5. The tool of claim 4 wherein at least two fluid bypass channels are located on the anvil member on an end portion of the pulse cylinder and on the control plate.
6. The tool of claim 5 wherein the fluid bypass channels include ports in the anvil member that are located to intermittently align with and open into complementary grooves in the front portion of the pulse cylinder and in the control plate when said pulse cylinder is rotating about the anvil member.
7. The tool of claim 4 wherein the control plate is disk-shaped and a pressure relief valve is located proximate an outer edge of said control plate.
8. The tool of claim 3 wherein the first fluid engagement means is in the form of a shaped interior surface of the pulse cylinder and wherein the second fluid engagement means is in the form of a body portion of the anvil and two vane members that are retractably received in opposite sides of said body portion of the anvil member and wherein when the pulse cylinder rotates about the anvil member, the vane members sweep said shaped interior surface of the pulse cylinder.
9. The tool of claim 8 wherein the vane members are biased toward an outward position by a spring means.
10. The tool of claim 1 wherein the pulse cylinder has an end portion that forms a front wall of the fluid-filled chamber.
11. The tool of claim 1 wherein the fluid coupling means further comprises a vane means that is movable within the fluid-filled chamber.
12. The tool of claim 1 further comprising a shut-off mechanism that includes a torque-sensing means and a power shut-off means, said torque sensing means functioning to sense the amount of torque being applied to a workpiece by the anvil member, said power shut-off means being operatively connected to the tool's motor and capable of stopping a flow of power to said motor.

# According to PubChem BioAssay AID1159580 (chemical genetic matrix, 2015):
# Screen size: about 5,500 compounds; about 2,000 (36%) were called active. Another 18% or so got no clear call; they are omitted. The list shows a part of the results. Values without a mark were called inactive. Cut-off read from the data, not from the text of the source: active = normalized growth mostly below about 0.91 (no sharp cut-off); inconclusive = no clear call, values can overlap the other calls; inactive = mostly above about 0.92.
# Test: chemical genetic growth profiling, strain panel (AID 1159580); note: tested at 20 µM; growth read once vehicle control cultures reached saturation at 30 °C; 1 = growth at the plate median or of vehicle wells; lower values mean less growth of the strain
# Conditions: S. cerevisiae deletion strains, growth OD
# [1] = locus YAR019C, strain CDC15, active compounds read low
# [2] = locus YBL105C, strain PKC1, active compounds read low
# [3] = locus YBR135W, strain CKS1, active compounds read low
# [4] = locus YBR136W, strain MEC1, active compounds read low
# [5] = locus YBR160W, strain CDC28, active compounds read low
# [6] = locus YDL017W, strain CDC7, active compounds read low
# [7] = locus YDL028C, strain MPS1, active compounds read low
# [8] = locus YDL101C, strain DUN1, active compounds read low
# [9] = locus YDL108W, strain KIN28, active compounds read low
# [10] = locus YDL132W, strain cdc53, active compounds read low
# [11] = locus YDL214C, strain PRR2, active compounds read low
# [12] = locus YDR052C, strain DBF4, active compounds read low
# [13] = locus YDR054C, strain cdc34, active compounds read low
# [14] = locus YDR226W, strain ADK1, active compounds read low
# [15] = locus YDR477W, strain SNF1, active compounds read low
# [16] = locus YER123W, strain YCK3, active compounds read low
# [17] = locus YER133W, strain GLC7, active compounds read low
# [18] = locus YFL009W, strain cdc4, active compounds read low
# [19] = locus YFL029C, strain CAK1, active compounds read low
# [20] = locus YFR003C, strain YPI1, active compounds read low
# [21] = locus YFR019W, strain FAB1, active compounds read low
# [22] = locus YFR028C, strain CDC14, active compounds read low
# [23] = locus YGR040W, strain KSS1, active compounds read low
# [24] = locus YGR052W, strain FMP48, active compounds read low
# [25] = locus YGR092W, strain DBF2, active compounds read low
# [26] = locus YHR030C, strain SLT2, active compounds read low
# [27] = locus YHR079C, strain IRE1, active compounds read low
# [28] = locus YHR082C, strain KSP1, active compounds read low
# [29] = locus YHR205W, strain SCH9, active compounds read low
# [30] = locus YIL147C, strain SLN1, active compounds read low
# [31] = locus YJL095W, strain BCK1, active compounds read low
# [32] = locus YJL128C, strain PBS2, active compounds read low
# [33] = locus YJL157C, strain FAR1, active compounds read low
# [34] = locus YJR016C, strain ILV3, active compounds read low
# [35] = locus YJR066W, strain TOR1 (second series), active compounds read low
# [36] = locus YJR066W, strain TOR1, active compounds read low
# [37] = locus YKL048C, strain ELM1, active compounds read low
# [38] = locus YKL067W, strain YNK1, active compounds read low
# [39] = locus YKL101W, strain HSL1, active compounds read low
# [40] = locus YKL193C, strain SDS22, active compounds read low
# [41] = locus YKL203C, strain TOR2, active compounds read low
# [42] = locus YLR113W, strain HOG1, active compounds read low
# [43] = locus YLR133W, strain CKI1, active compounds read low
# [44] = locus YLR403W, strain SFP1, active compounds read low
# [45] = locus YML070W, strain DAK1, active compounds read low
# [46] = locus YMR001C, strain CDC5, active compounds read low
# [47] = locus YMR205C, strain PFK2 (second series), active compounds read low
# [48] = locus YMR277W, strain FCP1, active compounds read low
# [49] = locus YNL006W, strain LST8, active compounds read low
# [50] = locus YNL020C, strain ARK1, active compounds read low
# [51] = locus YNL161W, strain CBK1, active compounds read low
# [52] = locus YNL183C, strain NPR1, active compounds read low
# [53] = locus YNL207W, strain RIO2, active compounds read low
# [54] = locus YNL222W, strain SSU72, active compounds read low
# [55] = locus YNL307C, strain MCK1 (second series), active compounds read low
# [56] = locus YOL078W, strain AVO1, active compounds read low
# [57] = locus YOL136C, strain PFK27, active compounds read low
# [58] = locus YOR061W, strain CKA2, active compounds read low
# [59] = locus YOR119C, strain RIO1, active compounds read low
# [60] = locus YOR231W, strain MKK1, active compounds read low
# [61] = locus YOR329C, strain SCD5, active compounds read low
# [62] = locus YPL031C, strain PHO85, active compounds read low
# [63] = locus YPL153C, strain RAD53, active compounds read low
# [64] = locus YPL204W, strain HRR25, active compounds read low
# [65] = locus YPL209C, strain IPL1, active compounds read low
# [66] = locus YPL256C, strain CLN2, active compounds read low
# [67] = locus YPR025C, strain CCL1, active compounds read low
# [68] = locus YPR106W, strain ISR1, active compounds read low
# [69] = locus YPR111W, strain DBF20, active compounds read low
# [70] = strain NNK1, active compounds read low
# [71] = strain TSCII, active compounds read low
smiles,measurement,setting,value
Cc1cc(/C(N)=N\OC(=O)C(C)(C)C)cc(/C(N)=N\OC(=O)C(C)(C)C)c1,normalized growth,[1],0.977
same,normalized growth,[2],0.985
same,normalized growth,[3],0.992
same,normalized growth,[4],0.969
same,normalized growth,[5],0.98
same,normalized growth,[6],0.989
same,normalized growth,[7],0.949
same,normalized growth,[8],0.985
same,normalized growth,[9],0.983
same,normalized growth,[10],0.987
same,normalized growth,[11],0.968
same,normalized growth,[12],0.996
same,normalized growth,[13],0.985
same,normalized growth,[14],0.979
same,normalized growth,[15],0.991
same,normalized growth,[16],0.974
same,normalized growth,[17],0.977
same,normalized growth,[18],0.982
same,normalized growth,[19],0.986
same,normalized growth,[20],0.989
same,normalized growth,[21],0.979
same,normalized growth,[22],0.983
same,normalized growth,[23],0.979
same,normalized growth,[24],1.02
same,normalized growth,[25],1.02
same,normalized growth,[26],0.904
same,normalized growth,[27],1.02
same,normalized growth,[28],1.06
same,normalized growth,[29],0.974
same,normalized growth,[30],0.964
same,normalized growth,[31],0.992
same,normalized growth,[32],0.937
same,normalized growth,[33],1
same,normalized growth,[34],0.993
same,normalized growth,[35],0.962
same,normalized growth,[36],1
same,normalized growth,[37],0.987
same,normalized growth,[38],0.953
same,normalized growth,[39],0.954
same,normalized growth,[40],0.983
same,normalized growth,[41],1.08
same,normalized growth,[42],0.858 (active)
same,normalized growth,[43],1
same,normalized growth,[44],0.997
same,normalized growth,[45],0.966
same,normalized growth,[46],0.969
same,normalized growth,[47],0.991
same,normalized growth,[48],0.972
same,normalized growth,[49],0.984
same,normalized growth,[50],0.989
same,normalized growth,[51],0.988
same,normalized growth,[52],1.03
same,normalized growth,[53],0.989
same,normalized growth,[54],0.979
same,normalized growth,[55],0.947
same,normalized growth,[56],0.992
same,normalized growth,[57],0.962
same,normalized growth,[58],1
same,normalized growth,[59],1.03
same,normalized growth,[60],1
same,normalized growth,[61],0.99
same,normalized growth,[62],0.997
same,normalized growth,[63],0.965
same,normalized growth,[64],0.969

13. The tool of claim 12 wherein the torque-sensing means is operatively connected to the tool's motor.
14. The tool of claim 13 wherein the torque-sensing means includes an inertia shaft that is engaged to and rotatable with the tool's motor and wherein a cam means is connected to the inertia shaft and functions to move the inertia shaft in a direction along a longitudinal axis of said shaft when the tool's motor decreases in speed at the instant when the pulse cylinder is locked to the anvil member by the fluid coupling means.
15. The tool of claim 14 wherein when the inertia shaft is moved a predetermined distance along its longitudinal axis, said shaft causes the power shut-off means to be actuated.
16. The tool of claim 15 further comprising an adjustable spring means that biases the inertia shaft in a direction opposite to that which would lead to the actuation of the power shut-off means.
17. The tool of claim 15 wherein the inertia shaft is operatively engaged to a fluid bypass valve that has a first portion in fluid contact with the fluid in the fluid-filled chamber.